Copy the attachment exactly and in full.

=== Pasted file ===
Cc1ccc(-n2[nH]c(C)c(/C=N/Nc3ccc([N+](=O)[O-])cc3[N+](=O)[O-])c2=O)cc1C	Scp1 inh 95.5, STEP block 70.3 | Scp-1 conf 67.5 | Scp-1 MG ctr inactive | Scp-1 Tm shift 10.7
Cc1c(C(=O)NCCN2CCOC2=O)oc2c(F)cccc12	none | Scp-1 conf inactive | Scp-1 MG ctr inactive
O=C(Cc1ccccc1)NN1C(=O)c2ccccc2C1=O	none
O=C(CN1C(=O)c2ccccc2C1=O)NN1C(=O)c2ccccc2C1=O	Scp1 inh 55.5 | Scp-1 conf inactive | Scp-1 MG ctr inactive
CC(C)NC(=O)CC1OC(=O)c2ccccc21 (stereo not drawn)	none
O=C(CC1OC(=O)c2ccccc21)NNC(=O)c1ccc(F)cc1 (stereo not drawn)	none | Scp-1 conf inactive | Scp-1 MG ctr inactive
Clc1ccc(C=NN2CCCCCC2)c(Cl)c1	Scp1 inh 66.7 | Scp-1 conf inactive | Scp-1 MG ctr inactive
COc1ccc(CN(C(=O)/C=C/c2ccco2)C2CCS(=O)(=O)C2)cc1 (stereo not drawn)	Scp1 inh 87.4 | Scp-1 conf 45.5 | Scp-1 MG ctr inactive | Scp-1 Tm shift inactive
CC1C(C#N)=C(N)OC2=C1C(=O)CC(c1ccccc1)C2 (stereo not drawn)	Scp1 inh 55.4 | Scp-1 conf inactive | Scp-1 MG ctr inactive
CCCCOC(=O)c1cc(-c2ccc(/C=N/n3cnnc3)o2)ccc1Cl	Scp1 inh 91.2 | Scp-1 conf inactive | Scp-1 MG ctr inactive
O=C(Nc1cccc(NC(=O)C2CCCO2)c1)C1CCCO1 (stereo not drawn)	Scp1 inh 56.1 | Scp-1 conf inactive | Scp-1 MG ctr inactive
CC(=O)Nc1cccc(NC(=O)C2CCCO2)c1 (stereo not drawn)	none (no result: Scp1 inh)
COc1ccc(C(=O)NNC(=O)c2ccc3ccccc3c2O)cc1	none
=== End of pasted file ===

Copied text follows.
Cc1ccc(-n2[nH]c(C)c(/C=N/Nc3ccc([N+](=O)[O-])cc3[N+](=O)[O-])c2=O)cc1C	Scp1 inh 95.5, STEP block 70.3 | Scp-1 conf 67.5 | Scp-1 MG ctr inactive | Scp-1 Tm shift 10.7
Cc1c(C(=O)NCCN2CCOC2=O)oc2c(F)cccc12	none | Scp-1 conf inactive | Scp-1 MG ctr inactive
O=C(Cc1ccccc1)NN1C(=O)c2ccccc2C1=O	none
O=C(CN1C(=O)c2ccccc2C1=O)NN1C(=O)c2ccccc2C1=O	Scp1 inh 55.5 | Scp-1 conf inactive | Scp-1 MG ctr inactive
CC(C)NC(=O)CC1OC(=O)c2ccccc21 (stereo not drawn)	none
O=C(CC1OC(=O)c2ccccc21)NNC(=O)c1ccc(F)cc1 (stereo not drawn)	none | Scp-1 conf inactive | Scp-1 MG ctr inactive
Clc1ccc(C=NN2CCCCCC2)c(Cl)c1	Scp1 inh 66.7 | Scp-1 conf inactive | Scp-1 MG ctr inactive
COc1ccc(CN(C(=O)/C=C/c2ccco2)C2CCS(=O)(=O)C2)cc1 (stereo not drawn)	Scp1 inh 87.4 | Scp-1 conf 45.5 | Scp-1 MG ctr inactive | Scp-1 Tm shift inactive
CC1C(C#N)=C(N)OC2=C1C(=O)CC(c1ccccc1)C2 (stereo not drawn)	Scp1 inh 55.4 | Scp-1 conf inactive | Scp-1 MG ctr inactive
CCCCOC(=O)c1cc(-c2ccc(/C=N/n3cnnc3)o2)ccc1Cl	Scp1 inh 91.2 | Scp-1 conf inactive | Scp-1 MG ctr inactive
O=C(Nc1cccc(NC(=O)C2CCCO2)c1)C1CCCO1 (stereo not drawn)	Scp1 inh 56.1 | Scp-1 conf inactive | Scp-1 MG ctr inactive
CC(=O)Nc1cccc(NC(=O)C2CCCO2)c1 (stereo not drawn)	none (no result: Scp1 inh)
COc1ccc(C(=O)NNC(=O)c2ccc3ccccc3c2O)cc1	none